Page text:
Time-series analysis is a combination of other analyses.
Time series analyses normally begin with a horizontal analysis, which is a “sideways” line-item summary of period-over-period changes in revenue, expenses, assets, debts, and equity.
Example:If a firm spent 20% more (or less) on advertising than it did in the previous period, this would be revealed by this analysis.
Time-series analyses also include two vertical analyses. Comparing the two vertical analyses reveals the extent to which individual categorical activities have changed as a percentage of a base number.
Example: The firm may have spent 4% of Sales on advertising during the current period whereas in the previous period, 10% of Sales was spent on advertising. Even though the absolute amount spent on advertising may have increased the relative commitment has been reduced. The example above represents a 6% relative reduction in advertising.
These are potential signs of trouble
The Red Flags
1) Management bonuses or stock options increase when profits decrease or are level
2) Acquisition of a competitor for a significant premium (Paying too much?)
3) Diversifications appear nonsensical – (unrelated or new ventures that appear to lack the opportunity for synergy)
4) Reverse stock splits
5) Dividends are declared even though the firm is losing money
6) Off Balance Sheet Financing
7) Debt Refinancing
8) Restructuring, reengineering, downsizing, rightsizing, resizing, and related euphemisms
9) Significant increases in Treasury Stock
10) Public statements about stock value or performance such as: “We know of no better investment than our own company so we will be reacquiring stock.”
11) Erratic or inconsistent decisions, actions, or achievements
12) Disgruntled Board of Directors
13) Financial Statements that look a little too good or perhaps slightly incongruent when compared to other data
14) Unusual financial arrangements or joint-ventures that appear strangely complex
15) Assets that seem relatively too high or too low when compared by percentage to the benchmark
16) Rapid changes in assets or debts – (Unusual increases or decreases in Inventory, Receivables, Short-term Debt, etc.)
17) Restatement of earnings
18) Investigation by the SEC
19) Changes in reported Net Income that seem inconsistent with changes in Cash position – (e.g. Net Income up significantly while Cash is down significantly)
20) Large or unusual non-operating expenses or income
21) Footnotes (endnotes) that seem unclear or ambiguous
22) Golden parachutes for executives that appear a little too generous
23) Extraordinary compensation packages for top management
24) The firm's independent auditors (CPAs) express a "reservation" in their opinion section of the annual report
Go to Page 247 in your online textbook
“Management: Strategy & Performance”
There are several large, global, publicly–traded companies
in your text..
Team Presidents YOU should select one (1) of the companies and IMMEDIATELY notify your team of the company name. Every member of the team MUSTthen review it carefully and discuss it at the team meeting – Team Class 2
In your report to the professor you should name each team participant and include the exact comment each member of your team had relative to the company in the team meeting.
Members not commenting will LOSE 25 POINTS!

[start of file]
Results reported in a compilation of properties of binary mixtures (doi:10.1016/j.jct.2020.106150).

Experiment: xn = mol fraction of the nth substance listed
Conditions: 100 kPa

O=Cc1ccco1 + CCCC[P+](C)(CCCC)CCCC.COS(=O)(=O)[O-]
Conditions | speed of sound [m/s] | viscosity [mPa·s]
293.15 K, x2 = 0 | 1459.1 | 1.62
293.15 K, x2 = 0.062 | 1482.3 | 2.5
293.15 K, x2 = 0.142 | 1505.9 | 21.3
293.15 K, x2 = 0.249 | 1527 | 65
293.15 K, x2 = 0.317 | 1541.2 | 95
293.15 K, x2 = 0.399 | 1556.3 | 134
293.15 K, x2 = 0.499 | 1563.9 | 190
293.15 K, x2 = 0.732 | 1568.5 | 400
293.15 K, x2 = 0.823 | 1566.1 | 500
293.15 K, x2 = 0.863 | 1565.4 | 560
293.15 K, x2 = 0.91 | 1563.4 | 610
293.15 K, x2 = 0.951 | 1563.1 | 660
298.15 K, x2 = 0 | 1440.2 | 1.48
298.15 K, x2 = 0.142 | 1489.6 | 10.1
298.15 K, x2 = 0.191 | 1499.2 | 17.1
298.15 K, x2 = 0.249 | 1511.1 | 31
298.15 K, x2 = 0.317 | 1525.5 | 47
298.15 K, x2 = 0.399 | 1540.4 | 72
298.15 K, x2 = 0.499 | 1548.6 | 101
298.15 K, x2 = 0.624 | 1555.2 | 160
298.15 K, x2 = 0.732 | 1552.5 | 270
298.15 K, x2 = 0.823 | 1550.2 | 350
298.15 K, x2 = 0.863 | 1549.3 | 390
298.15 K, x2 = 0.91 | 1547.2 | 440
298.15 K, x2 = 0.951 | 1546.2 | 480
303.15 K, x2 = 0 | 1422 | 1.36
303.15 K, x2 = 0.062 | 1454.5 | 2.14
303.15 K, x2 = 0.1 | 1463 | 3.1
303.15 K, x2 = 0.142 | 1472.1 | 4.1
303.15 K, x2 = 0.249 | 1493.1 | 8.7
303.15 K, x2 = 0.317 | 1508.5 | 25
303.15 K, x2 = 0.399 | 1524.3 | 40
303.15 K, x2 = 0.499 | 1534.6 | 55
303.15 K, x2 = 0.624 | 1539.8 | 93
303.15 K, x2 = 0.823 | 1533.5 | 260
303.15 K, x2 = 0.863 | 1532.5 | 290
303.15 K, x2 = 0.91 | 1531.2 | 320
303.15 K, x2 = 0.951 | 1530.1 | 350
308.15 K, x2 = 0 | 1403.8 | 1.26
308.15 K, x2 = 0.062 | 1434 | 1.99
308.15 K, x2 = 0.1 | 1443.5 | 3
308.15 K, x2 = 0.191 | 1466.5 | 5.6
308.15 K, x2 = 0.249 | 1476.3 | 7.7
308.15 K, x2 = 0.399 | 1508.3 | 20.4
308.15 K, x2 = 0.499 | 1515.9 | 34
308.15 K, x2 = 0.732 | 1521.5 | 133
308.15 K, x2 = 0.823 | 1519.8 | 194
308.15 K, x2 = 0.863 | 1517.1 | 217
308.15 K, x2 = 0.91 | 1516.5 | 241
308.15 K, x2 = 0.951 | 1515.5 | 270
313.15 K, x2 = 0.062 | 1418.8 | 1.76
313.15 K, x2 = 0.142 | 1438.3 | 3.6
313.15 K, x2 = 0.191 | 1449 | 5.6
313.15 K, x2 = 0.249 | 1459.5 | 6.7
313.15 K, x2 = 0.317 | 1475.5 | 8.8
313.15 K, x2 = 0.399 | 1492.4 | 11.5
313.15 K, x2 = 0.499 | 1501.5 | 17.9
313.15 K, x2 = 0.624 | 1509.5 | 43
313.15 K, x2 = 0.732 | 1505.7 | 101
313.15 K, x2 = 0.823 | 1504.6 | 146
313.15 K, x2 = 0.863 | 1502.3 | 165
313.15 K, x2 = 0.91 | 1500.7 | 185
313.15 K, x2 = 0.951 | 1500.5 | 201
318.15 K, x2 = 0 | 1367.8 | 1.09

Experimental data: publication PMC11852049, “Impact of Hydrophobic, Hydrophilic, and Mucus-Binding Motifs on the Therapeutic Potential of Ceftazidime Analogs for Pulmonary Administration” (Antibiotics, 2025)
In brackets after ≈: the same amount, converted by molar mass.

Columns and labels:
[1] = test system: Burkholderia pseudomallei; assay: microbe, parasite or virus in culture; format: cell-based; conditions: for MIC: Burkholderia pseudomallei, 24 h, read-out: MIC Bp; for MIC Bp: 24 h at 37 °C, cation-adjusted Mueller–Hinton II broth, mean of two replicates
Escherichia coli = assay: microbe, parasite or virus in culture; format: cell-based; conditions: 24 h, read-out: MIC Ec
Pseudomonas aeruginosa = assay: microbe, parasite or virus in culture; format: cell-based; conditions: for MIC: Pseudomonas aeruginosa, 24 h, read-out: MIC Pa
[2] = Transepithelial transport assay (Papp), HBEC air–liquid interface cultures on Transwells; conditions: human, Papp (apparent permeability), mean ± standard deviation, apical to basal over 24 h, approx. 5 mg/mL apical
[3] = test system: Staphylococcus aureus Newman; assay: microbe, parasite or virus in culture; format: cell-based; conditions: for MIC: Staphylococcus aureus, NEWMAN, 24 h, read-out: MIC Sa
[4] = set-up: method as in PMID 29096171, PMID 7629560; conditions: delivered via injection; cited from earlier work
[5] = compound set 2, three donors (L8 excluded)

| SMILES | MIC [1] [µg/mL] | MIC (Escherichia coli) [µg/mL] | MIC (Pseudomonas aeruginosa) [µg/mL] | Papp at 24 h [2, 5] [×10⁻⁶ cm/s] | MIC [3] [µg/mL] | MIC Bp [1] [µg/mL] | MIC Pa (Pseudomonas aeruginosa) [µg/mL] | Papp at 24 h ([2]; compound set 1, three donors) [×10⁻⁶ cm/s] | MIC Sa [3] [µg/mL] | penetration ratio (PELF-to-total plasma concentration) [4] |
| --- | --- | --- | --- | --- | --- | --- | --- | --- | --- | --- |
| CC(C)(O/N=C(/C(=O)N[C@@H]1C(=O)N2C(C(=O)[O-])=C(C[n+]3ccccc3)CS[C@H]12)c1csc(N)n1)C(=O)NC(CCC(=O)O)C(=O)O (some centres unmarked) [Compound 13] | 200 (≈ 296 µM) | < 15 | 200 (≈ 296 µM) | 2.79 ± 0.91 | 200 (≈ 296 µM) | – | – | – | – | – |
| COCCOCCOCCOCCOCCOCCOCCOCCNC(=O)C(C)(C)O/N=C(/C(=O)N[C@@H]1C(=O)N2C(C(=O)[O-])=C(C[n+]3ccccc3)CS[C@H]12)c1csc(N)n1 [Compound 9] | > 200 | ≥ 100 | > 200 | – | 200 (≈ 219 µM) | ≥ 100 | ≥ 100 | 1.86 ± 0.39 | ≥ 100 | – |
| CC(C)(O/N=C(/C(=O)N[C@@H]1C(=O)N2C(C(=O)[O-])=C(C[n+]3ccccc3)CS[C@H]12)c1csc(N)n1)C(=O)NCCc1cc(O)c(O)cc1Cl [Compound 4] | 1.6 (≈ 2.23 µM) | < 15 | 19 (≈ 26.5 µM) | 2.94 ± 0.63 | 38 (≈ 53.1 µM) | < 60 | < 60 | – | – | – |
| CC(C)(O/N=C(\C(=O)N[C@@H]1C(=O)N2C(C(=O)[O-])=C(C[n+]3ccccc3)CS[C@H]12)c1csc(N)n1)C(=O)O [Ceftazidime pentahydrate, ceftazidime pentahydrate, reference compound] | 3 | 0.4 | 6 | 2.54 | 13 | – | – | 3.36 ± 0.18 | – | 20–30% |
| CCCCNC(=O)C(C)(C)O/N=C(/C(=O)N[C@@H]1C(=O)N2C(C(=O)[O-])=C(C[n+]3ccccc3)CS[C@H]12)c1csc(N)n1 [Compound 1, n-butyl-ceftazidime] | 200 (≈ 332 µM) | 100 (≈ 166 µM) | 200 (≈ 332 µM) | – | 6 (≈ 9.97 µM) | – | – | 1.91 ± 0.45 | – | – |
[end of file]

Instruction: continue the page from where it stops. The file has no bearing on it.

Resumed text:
Go to the Addendum below –
Information on these slides may help you with your…
End, Research: Financial Domain & Case Studies – Part 2
Prepare for Team Class 2 including the two assignments:
The one detailed above, and
The Team Culture Exercise
Link to Team Class 2 Details
Annual Reports can be difficult for the uninitiated to read because they lack standardization.
Some degree of standardization my be on the horizon with the advent of the XBRL system.
XBRL is a semi-standardized language that may offer future help to readers of financial reports. This acronym stands for eXtensible Business Reporting Language.
XBRL is a language for the electronic communication of business and financial data that is meant to simplify the preparation of financial data and to improve communication.
It originally began as a project by the American Institute of Certified Public Accountants (AICPA) and now there are multiple companies selling products (mostly software and books) and services to assist with the implementation of XBRL.
More information see – http://www.xbrl.org/Home/
The annual report contains separate segments, each with unique and valuable data and these typically include:
Auditor's report on corporate governance
Compliance statement (Corporate Governance)
Statement of Directors responsibilities
Auditor's report on the financial statements
Selected Financial Highlights
Statement of Financial Position (Balance Sheet)
Statement of Retained Earnings
Statement of Revenues and Expenses (Income Statement)
Statement of Cash Flows
Notes to the Financial Statements
The SEC requires that shareholders of a company whose securities are registered under Section 12 of the Securities Exchange Act of 1934 receive a proxy statement prior to a shareholder meeting, whether an annual or special meeting.
The information contained in the statement must be filed with the SEC before soliciting a shareholder vote on the election of directors and the approval of other corporate action. Solicitations, whether by management or shareholders, must disclose all important facts about the issues on which shareholders are asked to vote.*
*Data directly from SEC website
Background information about the company's nominated directors (history with the company or industry, positions on other corporate boards, and potential conflicts in interest)
Compensation received by Board Members
TMT compensation, (salary, bonus, non-equity compensation, stock awards, options, and deferred compensation).
Data related to perks (personal use of company vehicles, aircraft, travel)
Golden parachutes (payout packages to TMTs upon leaving the firm)
Who is on the audit committee and detail about fees for both audit and non-audit fees paid to CPA firm.
Most Recent Quarter
Trailing Twelve Months
Year Over Year
Last Fiscal Year
Fiscal Year Ending